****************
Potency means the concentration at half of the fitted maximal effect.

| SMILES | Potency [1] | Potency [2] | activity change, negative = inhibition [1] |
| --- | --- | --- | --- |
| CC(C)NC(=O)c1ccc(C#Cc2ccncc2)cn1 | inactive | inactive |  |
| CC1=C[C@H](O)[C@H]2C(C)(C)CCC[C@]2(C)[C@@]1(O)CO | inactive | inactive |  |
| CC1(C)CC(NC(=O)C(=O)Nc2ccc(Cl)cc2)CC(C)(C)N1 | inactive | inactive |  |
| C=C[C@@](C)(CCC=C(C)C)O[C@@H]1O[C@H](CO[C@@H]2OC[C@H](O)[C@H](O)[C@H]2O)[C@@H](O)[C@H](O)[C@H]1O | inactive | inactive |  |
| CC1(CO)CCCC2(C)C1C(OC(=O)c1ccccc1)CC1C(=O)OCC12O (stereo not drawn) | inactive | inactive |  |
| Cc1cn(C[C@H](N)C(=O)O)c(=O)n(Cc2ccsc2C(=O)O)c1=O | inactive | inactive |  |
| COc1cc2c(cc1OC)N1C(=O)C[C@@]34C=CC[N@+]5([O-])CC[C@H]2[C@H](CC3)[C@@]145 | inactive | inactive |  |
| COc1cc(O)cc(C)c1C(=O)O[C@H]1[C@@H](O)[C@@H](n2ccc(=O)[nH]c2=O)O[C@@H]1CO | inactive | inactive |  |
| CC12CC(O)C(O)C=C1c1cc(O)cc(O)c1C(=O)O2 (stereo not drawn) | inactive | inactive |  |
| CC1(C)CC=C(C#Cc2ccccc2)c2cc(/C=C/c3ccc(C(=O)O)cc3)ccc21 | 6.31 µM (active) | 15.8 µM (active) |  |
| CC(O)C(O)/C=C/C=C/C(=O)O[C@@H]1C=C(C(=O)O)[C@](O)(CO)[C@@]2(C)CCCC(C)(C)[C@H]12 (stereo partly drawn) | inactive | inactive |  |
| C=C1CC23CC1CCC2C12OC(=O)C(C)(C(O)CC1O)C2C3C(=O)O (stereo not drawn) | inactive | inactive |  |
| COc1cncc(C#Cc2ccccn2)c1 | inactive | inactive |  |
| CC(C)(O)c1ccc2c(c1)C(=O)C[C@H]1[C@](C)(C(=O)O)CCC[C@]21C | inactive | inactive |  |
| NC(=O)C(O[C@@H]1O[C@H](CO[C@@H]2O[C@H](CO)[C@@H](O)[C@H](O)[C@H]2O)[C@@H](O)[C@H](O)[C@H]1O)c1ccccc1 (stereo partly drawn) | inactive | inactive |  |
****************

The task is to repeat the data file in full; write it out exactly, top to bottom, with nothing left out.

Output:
Potency means the concentration at half of the fitted maximal effect.

| SMILES | Potency [1] | Potency [2] | activity change, negative = inhibition [1] |
| --- | --- | --- | --- |
| CC(C)NC(=O)c1ccc(C#Cc2ccncc2)cn1 | inactive | inactive |  |
| CC1=C[C@H](O)[C@H]2C(C)(C)CCC[C@]2(C)[C@@]1(O)CO | inactive | inactive |  |
| CC1(C)CC(NC(=O)C(=O)Nc2ccc(Cl)cc2)CC(C)(C)N1 | inactive | inactive |  |
| C=C[C@@](C)(CCC=C(C)C)O[C@@H]1O[C@H](CO[C@@H]2OC[C@H](O)[C@H](O)[C@H]2O)[C@@H](O)[C@H](O)[C@H]1O | inactive | inactive |  |
| CC1(CO)CCCC2(C)C1C(OC(=O)c1ccccc1)CC1C(=O)OCC12O (stereo not drawn) | inactive | inactive |  |
| Cc1cn(C[C@H](N)C(=O)O)c(=O)n(Cc2ccsc2C(=O)O)c1=O | inactive | inactive |  |
| COc1cc2c(cc1OC)N1C(=O)C[C@@]34C=CC[N@+]5([O-])CC[C@H]2[C@H](CC3)[C@@]145 | inactive | inactive |  |
| COc1cc(O)cc(C)c1C(=O)O[C@H]1[C@@H](O)[C@@H](n2ccc(=O)[nH]c2=O)O[C@@H]1CO | inactive | inactive |  |
| CC12CC(O)C(O)C=C1c1cc(O)cc(O)c1C(=O)O2 (stereo not drawn) | inactive | inactive |  |
| CC1(C)CC=C(C#Cc2ccccc2)c2cc(/C=C/c3ccc(C(=O)O)cc3)ccc21 | 6.31 µM (active) | 15.8 µM (active) |  |
| CC(O)C(O)/C=C/C=C/C(=O)O[C@@H]1C=C(C(=O)O)[C@](O)(CO)[C@@]2(C)CCCC(C)(C)[C@H]12 (stereo partly drawn) | inactive | inactive |  |
| C=C1CC23CC1CCC2C12OC(=O)C(C)(C(O)CC1O)C2C3C(=O)O (stereo not drawn) | inactive | inactive |  |
| COc1cncc(C#Cc2ccccn2)c1 | inactive | inactive |  |
| CC(C)(O)c1ccc2c(c1)C(=O)C[C@H]1[C@](C)(C(=O)O)CCC[C@]21C | inactive | inactive |  |
| NC(=O)C(O[C@@H]1O[C@H](CO[C@@H]2O[C@H](CO)[C@@H](O)[C@H](O)[C@H]2O)[C@@H](O)[C@H](O)[C@H]1O)c1ccccc1 (stereo partly drawn) | inactive | inactive |  |